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On being smart about cities: Eight considerations for a new urban planning and design
Source: GFHS | Author: Maarten Hajer | Publish time: 2020-09-04 | 130 Views | Share:

Abstract: This paper aims to assess whether the idea of smart cities possibly contributes to the quest for the sustainable and resilient urban system we need. It reflects on the motivations for and challenges of past transitions to appreciate the untameable complexity and multifaceted nature of urban transitions that the smart city discourse may be ignoring. The author emphasized that smart urbanism is an agenda for planning and design and therefore shared eight considerations for smart city planning and design, including (a) ‘Decoupling’ as the strategic orientation; (b) A persuasive story line about the future through planning; (c) Urban metabolisms as a framework for strategic decision-making; (d) Focus on the default in infrastructure; (e) Beyond the notion of a ‘smart city from a box’; (f) A new open and collaborative politics; (g) Smart urbanism is about constant learning, inspiration, measuring, analysing and readjusting, and Create a globally networked urbanism.


Keywords: smart city discourse, transition, taming, complexity, innovation, decoupling, infrastructure, urban metabolism, modernist, untameability, networked urbanism


Smart cities or smart urbanism

Cities periodically experience transitions. There have been at least two in the past 200 years. In the nineteenth century, Western cities transitioned from medieval to industrial city structures. In Europe, motivated by taming discourses derived from the logic of industrialism, city planners tore down the city walls to make way for a new infrastructure of factories, railways and housing. They installed elaborate sanitary infrastructures to combat diseases. In the twentieth century, the invention of the car initiated a second transition. This time motivated by the taming potential of urban modernity, the resultant large-scale readjustments resulted in ring roads, high-rise tower blocks, central business districts and the ‘suburb’. Today, there is a need, some argue, to re-tame the city by making a transition to eco-efficient city structures, or what some technology companies refer to as ‘smart cities’.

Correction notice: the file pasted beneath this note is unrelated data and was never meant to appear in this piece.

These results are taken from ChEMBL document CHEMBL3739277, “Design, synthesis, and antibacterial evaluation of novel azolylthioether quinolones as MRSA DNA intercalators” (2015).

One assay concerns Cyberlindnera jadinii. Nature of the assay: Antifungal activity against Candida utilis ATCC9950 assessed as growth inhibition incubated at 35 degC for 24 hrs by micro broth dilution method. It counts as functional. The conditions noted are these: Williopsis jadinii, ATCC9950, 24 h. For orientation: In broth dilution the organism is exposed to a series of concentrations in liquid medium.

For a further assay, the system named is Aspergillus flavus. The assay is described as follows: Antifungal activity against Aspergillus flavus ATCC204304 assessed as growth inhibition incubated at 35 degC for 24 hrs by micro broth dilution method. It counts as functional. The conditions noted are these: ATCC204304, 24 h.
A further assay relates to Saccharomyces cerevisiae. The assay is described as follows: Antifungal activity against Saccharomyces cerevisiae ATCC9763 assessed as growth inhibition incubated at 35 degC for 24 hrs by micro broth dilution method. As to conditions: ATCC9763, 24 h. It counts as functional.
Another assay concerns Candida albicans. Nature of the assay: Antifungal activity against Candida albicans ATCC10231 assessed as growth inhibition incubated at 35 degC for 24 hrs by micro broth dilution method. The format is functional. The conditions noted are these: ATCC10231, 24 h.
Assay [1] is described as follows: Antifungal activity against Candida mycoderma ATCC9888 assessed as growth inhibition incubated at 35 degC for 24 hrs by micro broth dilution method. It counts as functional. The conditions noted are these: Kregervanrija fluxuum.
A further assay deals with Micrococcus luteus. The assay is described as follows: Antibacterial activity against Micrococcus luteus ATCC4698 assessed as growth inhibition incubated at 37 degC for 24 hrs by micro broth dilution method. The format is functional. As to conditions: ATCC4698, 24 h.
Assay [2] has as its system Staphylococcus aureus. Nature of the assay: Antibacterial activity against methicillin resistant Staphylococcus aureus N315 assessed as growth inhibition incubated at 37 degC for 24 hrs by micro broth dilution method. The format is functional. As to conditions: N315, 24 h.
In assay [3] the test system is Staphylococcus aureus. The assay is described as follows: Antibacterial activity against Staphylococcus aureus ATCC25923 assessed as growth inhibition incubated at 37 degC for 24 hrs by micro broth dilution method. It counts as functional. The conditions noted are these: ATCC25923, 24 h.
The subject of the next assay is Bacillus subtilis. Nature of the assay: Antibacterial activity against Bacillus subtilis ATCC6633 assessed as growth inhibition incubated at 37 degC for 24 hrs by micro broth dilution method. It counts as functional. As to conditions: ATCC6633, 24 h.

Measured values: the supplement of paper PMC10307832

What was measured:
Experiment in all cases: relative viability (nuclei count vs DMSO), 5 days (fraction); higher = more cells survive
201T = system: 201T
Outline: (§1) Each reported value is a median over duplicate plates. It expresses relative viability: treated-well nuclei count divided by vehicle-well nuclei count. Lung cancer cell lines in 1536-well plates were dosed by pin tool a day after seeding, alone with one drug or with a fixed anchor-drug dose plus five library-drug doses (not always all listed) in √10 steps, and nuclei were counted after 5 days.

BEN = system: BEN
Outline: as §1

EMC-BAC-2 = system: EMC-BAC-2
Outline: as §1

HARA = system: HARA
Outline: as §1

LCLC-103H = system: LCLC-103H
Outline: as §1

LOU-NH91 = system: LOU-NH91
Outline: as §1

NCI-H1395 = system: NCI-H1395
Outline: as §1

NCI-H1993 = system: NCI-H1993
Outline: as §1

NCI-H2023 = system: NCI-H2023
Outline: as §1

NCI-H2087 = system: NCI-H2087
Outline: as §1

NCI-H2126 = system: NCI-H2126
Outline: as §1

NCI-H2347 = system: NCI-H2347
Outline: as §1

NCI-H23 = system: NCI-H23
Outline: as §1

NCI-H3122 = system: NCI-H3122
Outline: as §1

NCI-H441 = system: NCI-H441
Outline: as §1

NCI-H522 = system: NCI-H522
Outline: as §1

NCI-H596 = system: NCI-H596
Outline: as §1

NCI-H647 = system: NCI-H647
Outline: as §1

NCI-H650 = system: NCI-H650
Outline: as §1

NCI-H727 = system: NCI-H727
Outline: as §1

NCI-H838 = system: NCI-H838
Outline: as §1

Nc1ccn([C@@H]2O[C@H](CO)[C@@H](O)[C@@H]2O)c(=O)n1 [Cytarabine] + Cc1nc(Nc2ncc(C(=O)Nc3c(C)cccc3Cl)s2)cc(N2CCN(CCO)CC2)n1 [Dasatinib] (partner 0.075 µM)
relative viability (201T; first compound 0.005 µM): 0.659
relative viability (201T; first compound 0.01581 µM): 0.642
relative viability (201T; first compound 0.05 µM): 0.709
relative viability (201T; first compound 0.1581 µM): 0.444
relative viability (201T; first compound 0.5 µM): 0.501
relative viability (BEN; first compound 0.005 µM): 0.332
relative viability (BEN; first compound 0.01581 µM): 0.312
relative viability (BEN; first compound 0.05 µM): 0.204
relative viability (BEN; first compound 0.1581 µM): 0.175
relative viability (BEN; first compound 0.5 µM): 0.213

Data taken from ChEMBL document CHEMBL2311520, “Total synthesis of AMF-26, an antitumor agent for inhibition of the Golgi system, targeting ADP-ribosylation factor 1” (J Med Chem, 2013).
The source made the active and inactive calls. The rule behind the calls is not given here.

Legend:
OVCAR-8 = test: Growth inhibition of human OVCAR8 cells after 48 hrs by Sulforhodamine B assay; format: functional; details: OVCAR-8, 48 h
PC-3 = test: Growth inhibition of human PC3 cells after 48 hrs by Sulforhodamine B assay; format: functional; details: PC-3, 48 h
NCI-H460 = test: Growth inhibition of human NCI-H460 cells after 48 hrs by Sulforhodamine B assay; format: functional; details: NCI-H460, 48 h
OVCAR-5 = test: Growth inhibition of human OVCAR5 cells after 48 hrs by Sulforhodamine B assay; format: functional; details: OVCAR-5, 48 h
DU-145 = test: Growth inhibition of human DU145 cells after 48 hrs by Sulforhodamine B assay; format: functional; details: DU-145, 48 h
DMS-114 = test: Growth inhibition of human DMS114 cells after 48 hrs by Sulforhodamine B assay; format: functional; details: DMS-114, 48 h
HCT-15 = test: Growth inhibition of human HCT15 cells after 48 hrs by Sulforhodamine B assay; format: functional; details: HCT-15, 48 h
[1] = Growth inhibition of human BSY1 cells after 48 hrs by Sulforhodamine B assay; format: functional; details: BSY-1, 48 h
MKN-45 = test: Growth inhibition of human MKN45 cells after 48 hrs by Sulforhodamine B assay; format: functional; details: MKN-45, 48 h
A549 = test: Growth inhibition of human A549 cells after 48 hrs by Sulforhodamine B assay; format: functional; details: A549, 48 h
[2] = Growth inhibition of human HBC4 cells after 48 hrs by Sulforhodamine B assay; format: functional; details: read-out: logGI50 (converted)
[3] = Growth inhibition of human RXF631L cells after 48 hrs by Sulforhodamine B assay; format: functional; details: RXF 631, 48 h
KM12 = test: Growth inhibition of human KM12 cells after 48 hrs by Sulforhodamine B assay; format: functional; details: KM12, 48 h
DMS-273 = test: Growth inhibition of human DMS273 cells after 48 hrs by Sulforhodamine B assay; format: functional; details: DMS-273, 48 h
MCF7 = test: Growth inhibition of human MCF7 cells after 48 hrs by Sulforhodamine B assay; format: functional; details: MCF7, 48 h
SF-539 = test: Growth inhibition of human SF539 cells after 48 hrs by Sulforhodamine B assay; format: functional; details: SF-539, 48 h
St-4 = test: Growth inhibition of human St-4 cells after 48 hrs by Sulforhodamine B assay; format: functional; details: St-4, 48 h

The taming discourse of the ‘smart city’ promises an era of innovative urban planning. Information and communication technology (ICT) drives the discourse, aiming to make cities safer, cleaner and more efficient. Smart cities will then be able to ‘sense’ behaviour via ‘big data’ and use this feedback to manage urban dynamics. City planning will then become a continuous experiment, with cities serving as ‘living labs’ for new products and services. The optimism of this new taming discourse is captivating, but requires critical interrogation.


Prof. Maarten Hajer delivered a speech at the 2019 Annual Session of Global Forum on Human Settlements